Alberta boosts financial support and advice for victims of crime

The program is funded by Alberta’s Victims of Crime Fund, where money is pooled from the additional ticket and court fees the province collects.

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Victims of crime in Alberta will soon have access to a number of new supports, as the province announced various funding programs for them and a change in how the funds are managed.

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Justice Minister Tyler Shandro said on Tuesday that a victim assistance program will first be introduced on a limited basis on September 1 before expanding over the next year. Once fully rolled out, the program will provide victims with immediate access to emergency financial assistance and counselling. They will also be able to move on to longer-term counseling and apply for funeral costs, medical benefits and court appearance costs, as well as injury benefits.

The deadline for requesting services will also be extended from 45 days to two years.

“We know that the previous financial benefits program was not fast enough and simply did not provide enough immediate support for those dealing with trauma and that was not acceptable,” said Shandro. “We are putting in place an enhanced range of services and supports for victims of crime. This will close the gaps in the current system and ensure victims have immediate access to the help they need.

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The new line of support comes after the province passed the Victims of Crime (Strengthening Public Safety) Amendment Act in 2020. Following the bill’s introduction, Deputies Angela Pitt and Nathan Neudorf led a task force to consult with industry advocates.

Shandro said his government accepted all of the recommendations that came out of this task force.

Victims will have access to up to $5,000 for safety and security expenses out of their own pocket and up to $600 for emergency accommodation, with victims of human trafficking eligible for up to $1,000 for accommodation and $5,000 for relocation expenses. Those seeking to flee situations of domestic violence can receive up to $1,000. Victims can also apply for a lump sum of up to $100,000 for critical injury supports, plus additional payments.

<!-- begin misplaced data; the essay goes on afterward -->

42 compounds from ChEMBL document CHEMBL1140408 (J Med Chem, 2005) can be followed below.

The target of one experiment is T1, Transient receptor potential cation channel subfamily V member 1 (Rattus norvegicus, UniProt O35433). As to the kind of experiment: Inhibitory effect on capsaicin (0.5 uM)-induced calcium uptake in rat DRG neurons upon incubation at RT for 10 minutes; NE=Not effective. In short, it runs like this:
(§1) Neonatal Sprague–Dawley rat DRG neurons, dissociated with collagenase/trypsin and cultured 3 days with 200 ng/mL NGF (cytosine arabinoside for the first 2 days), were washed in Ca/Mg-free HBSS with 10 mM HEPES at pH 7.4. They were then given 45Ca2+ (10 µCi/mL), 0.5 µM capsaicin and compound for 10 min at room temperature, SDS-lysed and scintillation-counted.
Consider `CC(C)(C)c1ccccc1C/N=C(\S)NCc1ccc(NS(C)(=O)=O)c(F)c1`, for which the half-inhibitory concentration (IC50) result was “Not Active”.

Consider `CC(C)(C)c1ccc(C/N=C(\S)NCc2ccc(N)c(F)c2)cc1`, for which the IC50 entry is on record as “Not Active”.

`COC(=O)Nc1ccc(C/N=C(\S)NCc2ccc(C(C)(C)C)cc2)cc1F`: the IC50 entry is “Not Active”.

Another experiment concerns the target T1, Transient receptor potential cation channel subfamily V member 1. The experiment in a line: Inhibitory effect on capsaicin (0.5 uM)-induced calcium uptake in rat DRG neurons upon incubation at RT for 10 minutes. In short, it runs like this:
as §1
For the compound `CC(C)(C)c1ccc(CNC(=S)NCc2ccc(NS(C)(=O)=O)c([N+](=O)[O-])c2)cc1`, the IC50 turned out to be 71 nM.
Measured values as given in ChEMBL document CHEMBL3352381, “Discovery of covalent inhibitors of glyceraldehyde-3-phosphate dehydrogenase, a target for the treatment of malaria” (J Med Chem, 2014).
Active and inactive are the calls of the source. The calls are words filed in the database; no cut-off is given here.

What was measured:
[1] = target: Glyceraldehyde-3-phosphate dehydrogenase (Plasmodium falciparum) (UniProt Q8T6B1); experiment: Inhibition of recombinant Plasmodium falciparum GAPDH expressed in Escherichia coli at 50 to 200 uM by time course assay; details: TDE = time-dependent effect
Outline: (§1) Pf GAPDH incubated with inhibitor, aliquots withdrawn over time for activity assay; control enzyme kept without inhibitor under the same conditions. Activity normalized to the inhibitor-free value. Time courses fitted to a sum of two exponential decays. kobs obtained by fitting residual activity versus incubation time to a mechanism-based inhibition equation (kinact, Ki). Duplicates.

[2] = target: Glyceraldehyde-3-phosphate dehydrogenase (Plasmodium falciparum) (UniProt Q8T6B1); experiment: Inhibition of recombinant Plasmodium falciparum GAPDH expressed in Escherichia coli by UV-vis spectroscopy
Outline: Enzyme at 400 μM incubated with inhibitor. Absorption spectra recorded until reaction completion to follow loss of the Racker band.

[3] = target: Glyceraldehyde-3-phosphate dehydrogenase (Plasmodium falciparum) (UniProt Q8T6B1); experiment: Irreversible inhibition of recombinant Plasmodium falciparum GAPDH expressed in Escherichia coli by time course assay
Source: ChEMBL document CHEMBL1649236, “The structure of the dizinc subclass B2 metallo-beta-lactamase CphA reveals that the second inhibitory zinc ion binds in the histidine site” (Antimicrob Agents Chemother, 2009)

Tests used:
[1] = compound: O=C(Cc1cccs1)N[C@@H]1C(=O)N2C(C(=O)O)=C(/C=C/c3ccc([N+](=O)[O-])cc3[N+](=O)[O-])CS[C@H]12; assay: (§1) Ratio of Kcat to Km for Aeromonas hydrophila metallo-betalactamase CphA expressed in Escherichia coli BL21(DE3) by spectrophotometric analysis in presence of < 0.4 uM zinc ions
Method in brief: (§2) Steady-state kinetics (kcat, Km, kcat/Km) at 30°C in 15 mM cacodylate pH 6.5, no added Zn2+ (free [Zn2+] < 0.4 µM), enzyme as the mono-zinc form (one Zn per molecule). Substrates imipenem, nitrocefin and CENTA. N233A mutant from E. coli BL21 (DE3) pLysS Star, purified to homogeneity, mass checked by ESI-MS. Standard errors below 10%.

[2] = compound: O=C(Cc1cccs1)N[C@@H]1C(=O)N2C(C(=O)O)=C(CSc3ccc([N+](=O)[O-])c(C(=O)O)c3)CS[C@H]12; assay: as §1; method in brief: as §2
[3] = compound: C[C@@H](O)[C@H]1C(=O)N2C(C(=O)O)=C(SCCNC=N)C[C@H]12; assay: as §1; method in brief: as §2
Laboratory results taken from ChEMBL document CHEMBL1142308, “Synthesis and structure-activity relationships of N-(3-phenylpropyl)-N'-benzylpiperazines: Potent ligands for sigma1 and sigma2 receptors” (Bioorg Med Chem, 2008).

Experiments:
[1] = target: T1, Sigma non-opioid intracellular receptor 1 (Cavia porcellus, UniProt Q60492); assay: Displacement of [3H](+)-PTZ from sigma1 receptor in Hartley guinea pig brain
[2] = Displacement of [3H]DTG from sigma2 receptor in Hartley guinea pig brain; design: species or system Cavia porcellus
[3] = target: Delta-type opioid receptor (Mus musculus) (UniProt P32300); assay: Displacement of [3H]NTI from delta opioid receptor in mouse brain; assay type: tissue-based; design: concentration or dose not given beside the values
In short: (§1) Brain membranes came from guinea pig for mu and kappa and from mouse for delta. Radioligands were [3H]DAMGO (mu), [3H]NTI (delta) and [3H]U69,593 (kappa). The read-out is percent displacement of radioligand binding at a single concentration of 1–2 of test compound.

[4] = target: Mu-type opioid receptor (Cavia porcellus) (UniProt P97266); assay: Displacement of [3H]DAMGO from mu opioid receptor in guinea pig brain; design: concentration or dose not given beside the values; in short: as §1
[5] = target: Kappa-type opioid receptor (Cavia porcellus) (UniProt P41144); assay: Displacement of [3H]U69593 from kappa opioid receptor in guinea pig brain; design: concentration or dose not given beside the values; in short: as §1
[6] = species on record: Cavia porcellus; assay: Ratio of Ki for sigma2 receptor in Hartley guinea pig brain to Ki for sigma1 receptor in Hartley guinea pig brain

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Funds for counseling and funeral expenses are also available and victims of sexual assault will have a ‘third option’ to store evidence for up to a year.

The program is funded by Alberta’s Victims of Crime Fund, where money is pooled from the additional ticket and court fees the province collects. Previously, the government said some of this money would be used to fund programs that would deter crime from happening in the first place. On Tuesday, the government announced that it had changed course and that the fund would continue to serve only victims of crime.

The government had previously been criticized for its plans to use the funds for other parts of the justice system.

“We recognize that it is essential to ensure that funds are dedicated solely to the needs of victims of crime,” said Shandro.

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The government also announced on Tuesday that victim services programs would move to a four-zone model. Funding will grow from distribution to 62 governance councils to four – east, west, north and south.

Shandro said employees working in the sector will have the opportunity to apply for new employment under the new organizational structure.

Melody Littell, regional program manager with Northeast Corridor Victim Services, said they were working under a pilot project which saw services delivered regionally. She said this approach has enabled staff to respond to the specific needs of the region.

“This model has given us the ability to change as needed, as we expand our region and discover new challenges,” Littell said.

NDP Justice Critic Irfan Sabir said in a response that the UCP had delayed support for victims.

“After dismantling this program and sitting on this report for over a year, the UCP ended up reversing its original decision, causing years of harm to victims,” ​​Sabir said. “These recommendations fail to restore funding and support to victims of crime who have been waiting for the UCP to implement a new support program for two years.”

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